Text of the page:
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Spousal Abandonment Syndrome

As covered by The Times and The Daily Mail, while the divorce rate is at its lowest level for 40 years there is a growing trend in what the US have dubbed “Spousal Abandonment Syndrome”, where the husband or wife leaves the relationship suddenly and without warning.

The most recent figures from the Office for National Statistics show that 130,473 couples divorced across the UK in 2013. Family law experts Lake Legal estimate that up to five per cent of UK divorces could be triggered by Spousal Abandonment Syndrome and that it is becoming increasingly more commonplace amongst UK married couples.

The trend, which typically affects long marriages with adult children, is particularly shocking for the party left behind because there are rarely any obvious signs of unhappiness in the relationship.

Commenting on the trend Lyn Ayrton, managing partner of Lake Legal, said: “Spousal Abandonment Syndrome is particularly traumatic because one partner ends the marriage out of the blue and then literally disappears from the other’s life with no further contact of any kind, and seemingly no regard for the feelings of the partner they have left behind. It is a total bombshell”.

“It often seems that the ‘abandoning’ spouse has bottled up their feelings over the years and has dedicated significant amounts of time to planning an exit from the relationship. Often the catalyst for them is meeting someone new and beginning an affair. For the unsuspecting spouse they feel robbed of the opportunity to try and save the marriage, because they have not been made aware of the unhappiness or difficulties experienced by their partner. They are left with confusion and chaos in their lives, and the overwhelming feeling that they have spent years with someone who has now destroyed everything that was familiar to them”.

Lyn continued: “It’s important for the spouse who has been left behind to seek expert help and support from a counsellor. Very often they will become consumed by trying to make sense of what has happened to them, and hoping that the partner they knew and loved would walk back through the door so that everything will go back to normal. The physical and emotional effects of this can be devastating and long term”.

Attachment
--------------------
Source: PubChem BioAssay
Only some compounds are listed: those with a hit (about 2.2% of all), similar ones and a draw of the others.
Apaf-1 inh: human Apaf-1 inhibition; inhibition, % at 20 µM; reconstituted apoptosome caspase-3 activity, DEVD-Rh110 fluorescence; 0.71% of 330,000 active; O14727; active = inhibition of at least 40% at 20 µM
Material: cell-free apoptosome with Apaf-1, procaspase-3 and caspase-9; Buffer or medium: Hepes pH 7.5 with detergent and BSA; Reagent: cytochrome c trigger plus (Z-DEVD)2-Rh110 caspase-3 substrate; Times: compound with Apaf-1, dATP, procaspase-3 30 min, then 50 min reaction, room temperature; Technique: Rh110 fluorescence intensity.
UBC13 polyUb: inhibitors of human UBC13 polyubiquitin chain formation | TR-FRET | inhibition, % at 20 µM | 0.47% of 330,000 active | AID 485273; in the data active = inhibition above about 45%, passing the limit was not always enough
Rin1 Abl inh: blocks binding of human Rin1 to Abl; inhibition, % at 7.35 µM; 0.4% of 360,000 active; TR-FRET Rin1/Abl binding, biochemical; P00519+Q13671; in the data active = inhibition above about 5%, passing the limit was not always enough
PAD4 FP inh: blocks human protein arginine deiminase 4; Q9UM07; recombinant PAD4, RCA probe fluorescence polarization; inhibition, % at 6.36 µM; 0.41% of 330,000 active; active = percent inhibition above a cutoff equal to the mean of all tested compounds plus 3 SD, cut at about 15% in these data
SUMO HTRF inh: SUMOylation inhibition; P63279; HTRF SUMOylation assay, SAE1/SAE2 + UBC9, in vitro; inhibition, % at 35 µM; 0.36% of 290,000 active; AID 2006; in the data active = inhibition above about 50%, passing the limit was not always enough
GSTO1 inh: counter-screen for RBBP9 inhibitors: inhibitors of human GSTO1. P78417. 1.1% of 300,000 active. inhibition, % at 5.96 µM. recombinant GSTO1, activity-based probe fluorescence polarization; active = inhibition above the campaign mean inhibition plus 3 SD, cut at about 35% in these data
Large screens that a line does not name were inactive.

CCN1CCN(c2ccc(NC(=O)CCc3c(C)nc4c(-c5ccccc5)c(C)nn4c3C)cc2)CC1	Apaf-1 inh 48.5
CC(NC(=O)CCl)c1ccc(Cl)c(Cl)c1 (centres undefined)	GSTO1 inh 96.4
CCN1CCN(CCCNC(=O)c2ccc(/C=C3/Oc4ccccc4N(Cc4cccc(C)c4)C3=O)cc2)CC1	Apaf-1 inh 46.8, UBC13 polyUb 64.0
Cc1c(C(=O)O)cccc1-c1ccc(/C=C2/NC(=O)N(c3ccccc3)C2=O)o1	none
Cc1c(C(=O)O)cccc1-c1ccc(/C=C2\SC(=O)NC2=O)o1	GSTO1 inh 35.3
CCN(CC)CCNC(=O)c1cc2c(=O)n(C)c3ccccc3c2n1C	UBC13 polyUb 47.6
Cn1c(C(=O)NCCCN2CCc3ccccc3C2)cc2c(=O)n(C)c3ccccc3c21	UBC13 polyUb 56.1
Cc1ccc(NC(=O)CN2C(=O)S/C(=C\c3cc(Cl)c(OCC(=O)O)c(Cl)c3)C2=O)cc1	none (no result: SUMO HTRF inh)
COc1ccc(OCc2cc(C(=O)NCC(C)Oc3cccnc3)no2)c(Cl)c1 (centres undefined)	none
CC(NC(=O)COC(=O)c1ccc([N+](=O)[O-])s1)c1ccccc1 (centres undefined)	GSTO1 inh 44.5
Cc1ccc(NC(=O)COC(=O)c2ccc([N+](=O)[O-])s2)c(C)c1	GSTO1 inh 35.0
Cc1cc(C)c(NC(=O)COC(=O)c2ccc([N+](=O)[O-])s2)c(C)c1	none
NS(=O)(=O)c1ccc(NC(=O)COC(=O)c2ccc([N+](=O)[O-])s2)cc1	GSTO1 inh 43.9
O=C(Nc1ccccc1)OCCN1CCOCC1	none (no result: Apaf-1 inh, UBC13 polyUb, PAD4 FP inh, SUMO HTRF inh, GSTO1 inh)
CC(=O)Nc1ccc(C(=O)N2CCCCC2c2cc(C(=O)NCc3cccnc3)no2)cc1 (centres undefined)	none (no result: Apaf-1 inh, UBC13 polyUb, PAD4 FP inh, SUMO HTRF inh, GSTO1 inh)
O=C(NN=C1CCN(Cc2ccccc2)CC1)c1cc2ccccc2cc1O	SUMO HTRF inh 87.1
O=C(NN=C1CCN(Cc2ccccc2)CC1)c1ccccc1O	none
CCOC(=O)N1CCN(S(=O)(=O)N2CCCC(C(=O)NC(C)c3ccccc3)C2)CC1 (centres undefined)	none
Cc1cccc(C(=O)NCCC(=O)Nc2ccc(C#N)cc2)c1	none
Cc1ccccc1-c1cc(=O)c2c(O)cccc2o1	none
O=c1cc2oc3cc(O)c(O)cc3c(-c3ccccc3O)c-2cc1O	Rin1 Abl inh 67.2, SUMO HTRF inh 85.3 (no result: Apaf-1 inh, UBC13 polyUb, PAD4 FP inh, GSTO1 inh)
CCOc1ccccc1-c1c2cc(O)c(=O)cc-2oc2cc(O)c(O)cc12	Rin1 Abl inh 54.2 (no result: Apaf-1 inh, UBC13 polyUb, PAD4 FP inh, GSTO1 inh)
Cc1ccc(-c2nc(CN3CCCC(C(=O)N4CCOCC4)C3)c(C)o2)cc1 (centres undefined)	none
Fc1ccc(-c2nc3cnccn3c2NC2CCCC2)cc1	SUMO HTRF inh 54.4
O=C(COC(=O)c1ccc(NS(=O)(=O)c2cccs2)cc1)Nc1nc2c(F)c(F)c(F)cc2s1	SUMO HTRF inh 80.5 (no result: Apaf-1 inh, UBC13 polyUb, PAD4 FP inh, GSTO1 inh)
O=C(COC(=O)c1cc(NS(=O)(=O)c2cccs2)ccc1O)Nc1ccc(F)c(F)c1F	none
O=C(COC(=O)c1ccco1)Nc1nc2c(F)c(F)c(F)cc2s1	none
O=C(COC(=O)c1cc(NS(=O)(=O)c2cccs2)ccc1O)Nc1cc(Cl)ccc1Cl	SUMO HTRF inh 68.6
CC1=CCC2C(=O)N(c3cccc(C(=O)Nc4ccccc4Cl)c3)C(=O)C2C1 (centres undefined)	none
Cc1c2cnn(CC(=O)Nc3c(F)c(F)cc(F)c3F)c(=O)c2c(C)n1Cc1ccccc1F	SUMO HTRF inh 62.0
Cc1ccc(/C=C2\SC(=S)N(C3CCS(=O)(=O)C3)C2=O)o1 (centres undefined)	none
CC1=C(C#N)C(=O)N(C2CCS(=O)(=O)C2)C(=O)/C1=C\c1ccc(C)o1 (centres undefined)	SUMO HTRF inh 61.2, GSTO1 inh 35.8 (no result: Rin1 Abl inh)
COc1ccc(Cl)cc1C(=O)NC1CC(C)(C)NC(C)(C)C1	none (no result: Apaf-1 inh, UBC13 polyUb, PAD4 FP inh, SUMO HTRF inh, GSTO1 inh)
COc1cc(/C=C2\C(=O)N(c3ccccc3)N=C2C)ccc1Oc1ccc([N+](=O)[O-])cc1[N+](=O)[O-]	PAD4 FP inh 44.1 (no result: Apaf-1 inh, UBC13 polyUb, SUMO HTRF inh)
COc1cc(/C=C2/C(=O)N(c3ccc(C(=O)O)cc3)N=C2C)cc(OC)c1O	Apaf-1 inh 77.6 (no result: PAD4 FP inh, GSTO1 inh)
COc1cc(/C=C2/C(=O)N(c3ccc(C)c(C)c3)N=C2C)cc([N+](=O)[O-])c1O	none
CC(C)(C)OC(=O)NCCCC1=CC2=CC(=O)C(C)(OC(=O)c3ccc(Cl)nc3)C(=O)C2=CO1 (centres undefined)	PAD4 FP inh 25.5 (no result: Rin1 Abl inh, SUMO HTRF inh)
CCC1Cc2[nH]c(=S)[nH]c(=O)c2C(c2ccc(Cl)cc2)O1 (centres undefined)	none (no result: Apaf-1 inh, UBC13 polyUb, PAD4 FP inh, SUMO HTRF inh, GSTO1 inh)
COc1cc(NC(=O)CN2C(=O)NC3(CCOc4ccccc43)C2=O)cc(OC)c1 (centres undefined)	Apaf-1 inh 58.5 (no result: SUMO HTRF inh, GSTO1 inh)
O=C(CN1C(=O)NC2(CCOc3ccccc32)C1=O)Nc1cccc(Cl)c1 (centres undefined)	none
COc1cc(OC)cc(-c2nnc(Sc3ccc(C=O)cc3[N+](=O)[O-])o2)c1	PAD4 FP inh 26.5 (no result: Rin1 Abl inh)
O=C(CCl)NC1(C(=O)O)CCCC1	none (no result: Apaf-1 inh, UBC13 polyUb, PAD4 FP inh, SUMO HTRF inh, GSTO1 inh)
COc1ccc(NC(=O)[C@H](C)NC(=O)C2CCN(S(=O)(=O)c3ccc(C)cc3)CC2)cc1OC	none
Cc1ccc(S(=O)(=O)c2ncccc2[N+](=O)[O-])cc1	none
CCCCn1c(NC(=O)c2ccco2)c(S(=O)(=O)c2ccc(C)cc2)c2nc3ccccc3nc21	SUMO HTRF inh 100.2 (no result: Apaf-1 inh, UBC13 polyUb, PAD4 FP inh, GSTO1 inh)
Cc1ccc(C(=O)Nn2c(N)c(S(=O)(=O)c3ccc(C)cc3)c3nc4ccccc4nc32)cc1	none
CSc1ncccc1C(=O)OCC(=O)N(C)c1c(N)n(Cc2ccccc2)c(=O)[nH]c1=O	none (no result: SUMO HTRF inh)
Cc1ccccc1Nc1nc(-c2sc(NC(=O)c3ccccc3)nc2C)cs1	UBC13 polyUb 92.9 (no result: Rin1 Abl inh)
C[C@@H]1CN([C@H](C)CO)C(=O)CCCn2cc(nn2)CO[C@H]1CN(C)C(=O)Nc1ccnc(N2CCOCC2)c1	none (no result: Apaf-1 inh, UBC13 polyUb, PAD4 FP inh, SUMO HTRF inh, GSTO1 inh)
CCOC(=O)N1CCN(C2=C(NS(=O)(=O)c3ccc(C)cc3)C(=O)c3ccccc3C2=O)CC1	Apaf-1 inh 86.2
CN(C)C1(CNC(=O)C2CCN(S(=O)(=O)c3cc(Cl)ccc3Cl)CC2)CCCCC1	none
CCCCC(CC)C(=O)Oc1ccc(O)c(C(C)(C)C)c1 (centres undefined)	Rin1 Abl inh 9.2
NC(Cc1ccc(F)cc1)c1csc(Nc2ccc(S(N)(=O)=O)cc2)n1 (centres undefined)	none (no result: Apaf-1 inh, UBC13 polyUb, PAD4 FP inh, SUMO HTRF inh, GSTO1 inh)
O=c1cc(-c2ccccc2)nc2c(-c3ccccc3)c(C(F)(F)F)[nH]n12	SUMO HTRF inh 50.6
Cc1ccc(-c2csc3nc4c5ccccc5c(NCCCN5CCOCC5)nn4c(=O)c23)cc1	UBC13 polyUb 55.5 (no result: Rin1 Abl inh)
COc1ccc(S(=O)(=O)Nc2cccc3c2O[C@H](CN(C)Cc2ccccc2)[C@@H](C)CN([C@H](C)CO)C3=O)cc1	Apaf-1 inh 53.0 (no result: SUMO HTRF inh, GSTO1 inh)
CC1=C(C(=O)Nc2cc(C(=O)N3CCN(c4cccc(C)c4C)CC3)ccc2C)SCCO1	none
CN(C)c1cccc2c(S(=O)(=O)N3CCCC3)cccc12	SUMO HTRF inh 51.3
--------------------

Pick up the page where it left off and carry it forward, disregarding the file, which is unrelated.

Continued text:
“All too often the hurt is increased by the inevitable involvement of the couple’s children, in-laws, other family members and circle of friends who may support the spouse who has left, therefore increasing the feeling of abandonment and injustice for the remaining spouse.”

‘Abandoned’ spouses are left grieving for the unexpected loss of their partner and experience a range of emotions including anger, loss of trust, fear, anxiety and depression. Many say that they feel it would have been easier to cope with their partner’s death than what they perceive to be the ultimate betrayal. The time to heal from sudden endings is typically longer than that for relationship breakdowns which have gradually occurred over time. The spouse who has left can exhibit very few signs of emotional upset, usually because they have been coming to terms with the breakdown of the marriage for several years whilst planning their exit.

Lake Legal has compiled a list of common features of spousal abandonment:

1. The perception of the ‘abandoned’ spouse is that their marriage was a happy one, and they have felt loved and appreciated by their partner up to the very moment that they end the relationship.

2. The spouse who leaves, has not shared any feelings of discontent prior to leaving, so that by the time they announce their departure the decision has been made and it is too late (as far as they are concerned) to try any couple’s therapy or counselling to try and save the marriage.

3. The shock announcement that the marriage is over is typically made in the middle of an often mundane, everyday situation. Alternatively, the leaving spouse does not face their partner at all, and simply writes a note to say they have moved out.

4. When the leaving spouse announces the marriage is over, the situation moves very quickly. Often they have already rented alternative accommodation, bags are packed, and solicitors have been consulted.

5. Once the leaving spouse has moved out, they tend to be very resistant to contact or communication with their former partner. They cut themselves off from the situation they have left behind.

6. Where the leaving spouse gives reason for their departure, they can seem to the other spouse to be trivial or even fictitious, against the background of what they have perceived to be an otherwise happy marriage

7. The spouse who has left behaves in such a way that they become like a stranger to their former partner, for example, they begin socialising with an entirely new circle of friends, taking up hobbies they have never done before, and living an entirely different lifestyle to what has been supposedly enjoyed previously with their family.

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